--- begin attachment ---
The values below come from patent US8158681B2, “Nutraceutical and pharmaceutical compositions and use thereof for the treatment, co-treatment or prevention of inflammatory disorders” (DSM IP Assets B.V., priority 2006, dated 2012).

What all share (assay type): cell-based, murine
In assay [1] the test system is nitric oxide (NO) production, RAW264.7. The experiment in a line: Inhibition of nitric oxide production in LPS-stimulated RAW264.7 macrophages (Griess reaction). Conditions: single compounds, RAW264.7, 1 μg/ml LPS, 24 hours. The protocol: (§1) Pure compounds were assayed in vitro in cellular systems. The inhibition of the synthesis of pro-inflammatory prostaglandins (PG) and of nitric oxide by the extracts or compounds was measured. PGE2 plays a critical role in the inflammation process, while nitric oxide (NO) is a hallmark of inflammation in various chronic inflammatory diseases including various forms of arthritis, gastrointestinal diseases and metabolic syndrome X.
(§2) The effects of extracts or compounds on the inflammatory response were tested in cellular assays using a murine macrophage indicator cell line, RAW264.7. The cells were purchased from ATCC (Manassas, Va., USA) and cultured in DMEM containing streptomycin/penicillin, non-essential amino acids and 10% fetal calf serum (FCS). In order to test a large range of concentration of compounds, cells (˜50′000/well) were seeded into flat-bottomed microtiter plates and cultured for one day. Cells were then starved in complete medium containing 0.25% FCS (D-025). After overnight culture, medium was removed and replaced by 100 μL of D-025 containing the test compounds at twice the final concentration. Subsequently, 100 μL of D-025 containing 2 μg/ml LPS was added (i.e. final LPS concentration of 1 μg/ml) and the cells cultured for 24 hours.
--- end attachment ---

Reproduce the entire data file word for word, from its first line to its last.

The values below come from patent US8158681B2, “Nutraceutical and pharmaceutical compositions and use thereof for the treatment, co-treatment or prevention of inflammatory disorders” (DSM IP Assets B.V., priority 2006, dated 2012).

What all share (assay type): cell-based, murine
In assay [1] the test system is nitric oxide (NO) production, RAW264.7. The experiment in a line: Inhibition of nitric oxide production in LPS-stimulated RAW264.7 macrophages (Griess reaction). Conditions: single compounds, RAW264.7, 1 μg/ml LPS, 24 hours. The protocol: (§1) Pure compounds were assayed in vitro in cellular systems. The inhibition of the synthesis of pro-inflammatory prostaglandins (PG) and of nitric oxide by the extracts or compounds was measured. PGE2 plays a critical role in the inflammation process, while nitric oxide (NO) is a hallmark of inflammation in various chronic inflammatory diseases including various forms of arthritis, gastrointestinal diseases and metabolic syndrome X.
(§2) The effects of extracts or compounds on the inflammatory response were tested in cellular assays using a murine macrophage indicator cell line, RAW264.7. The cells were purchased from ATCC (Manassas, Va., USA) and cultured in DMEM containing streptomycin/penicillin, non-essential amino acids and 10% fetal calf serum (FCS). In order to test a large range of concentration of compounds, cells (˜50′000/well) were seeded into flat-bottomed microtiter plates and cultured for one day. Cells were then starved in complete medium containing 0.25% FCS (D-025). After overnight culture, medium was removed and replaced by 100 μL of D-025 containing the test compounds at twice the final concentration. Subsequently, 100 μL of D-025 containing 2 μg/ml LPS was added (i.e. final LPS concentration of 1 μg/ml) and the cells cultured for 24 hours.